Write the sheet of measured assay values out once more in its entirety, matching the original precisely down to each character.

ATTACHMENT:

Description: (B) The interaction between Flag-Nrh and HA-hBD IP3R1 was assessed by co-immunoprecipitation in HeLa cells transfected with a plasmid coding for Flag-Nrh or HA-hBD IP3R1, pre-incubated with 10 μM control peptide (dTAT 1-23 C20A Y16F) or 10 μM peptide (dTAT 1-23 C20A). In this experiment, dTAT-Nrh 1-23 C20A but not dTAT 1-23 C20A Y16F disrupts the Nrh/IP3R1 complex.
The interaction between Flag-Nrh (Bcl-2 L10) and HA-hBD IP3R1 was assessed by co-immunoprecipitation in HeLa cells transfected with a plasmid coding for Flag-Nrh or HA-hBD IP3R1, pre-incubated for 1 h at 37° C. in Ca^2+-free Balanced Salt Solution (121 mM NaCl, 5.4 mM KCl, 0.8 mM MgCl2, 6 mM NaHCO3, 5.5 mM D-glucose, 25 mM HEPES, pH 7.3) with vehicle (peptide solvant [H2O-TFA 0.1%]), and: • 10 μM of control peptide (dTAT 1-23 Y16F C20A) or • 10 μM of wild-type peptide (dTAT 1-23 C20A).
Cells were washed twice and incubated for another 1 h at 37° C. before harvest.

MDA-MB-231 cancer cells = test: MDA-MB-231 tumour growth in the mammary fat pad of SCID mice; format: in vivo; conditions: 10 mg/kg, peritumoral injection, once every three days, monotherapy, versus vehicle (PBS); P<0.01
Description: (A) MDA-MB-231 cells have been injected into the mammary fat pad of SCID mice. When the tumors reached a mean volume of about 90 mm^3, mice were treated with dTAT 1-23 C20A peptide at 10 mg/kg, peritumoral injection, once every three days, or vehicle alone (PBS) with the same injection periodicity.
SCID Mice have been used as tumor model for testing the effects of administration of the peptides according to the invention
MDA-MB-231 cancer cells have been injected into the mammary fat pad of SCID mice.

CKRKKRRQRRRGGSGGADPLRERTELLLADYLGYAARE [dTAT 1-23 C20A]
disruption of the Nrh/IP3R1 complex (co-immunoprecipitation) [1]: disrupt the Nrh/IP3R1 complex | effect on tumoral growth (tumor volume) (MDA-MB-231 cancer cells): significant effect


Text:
Description: (B) The interaction between Flag-Nrh and HA-hBD IP3R1 was assessed by co-immunoprecipitation in HeLa cells transfected with a plasmid coding for Flag-Nrh or HA-hBD IP3R1, pre-incubated with 10 μM control peptide (dTAT 1-23 C20A Y16F) or 10 μM peptide (dTAT 1-23 C20A). In this experiment, dTAT-Nrh 1-23 C20A but not dTAT 1-23 C20A Y16F disrupts the Nrh/IP3R1 complex.
The interaction between Flag-Nrh (Bcl-2 L10) and HA-hBD IP3R1 was assessed by co-immunoprecipitation in HeLa cells transfected with a plasmid coding for Flag-Nrh or HA-hBD IP3R1, pre-incubated for 1 h at 37° C. in Ca^2+-free Balanced Salt Solution (121 mM NaCl, 5.4 mM KCl, 0.8 mM MgCl2, 6 mM NaHCO3, 5.5 mM D-glucose, 25 mM HEPES, pH 7.3) with vehicle (peptide solvant [H2O-TFA 0.1%]), and: • 10 μM of control peptide (dTAT 1-23 Y16F C20A) or • 10 μM of wild-type peptide (dTAT 1-23 C20A).
Cells were washed twice and incubated for another 1 h at 37° C. before harvest.

MDA-MB-231 cancer cells = test: MDA-MB-231 tumour growth in the mammary fat pad of SCID mice; format: in vivo; conditions: 10 mg/kg, peritumoral injection, once every three days, monotherapy, versus vehicle (PBS); P<0.01
Description: (A) MDA-MB-231 cells have been injected into the mammary fat pad of SCID mice. When the tumors reached a mean volume of about 90 mm^3, mice were treated with dTAT 1-23 C20A peptide at 10 mg/kg, peritumoral injection, once every three days, or vehicle alone (PBS) with the same injection periodicity.
SCID Mice have been used as tumor model for testing the effects of administration of the peptides according to the invention
MDA-MB-231 cancer cells have been injected into the mammary fat pad of SCID mice.

CKRKKRRQRRRGGSGGADPLRERTELLLADYLGYAARE [dTAT 1-23 C20A]
disruption of the Nrh/IP3R1 complex (co-immunoprecipitation) [1]: disrupt the Nrh/IP3R1 complex | effect on tumoral growth (tumor volume) (MDA-MB-231 cancer cells): significant effect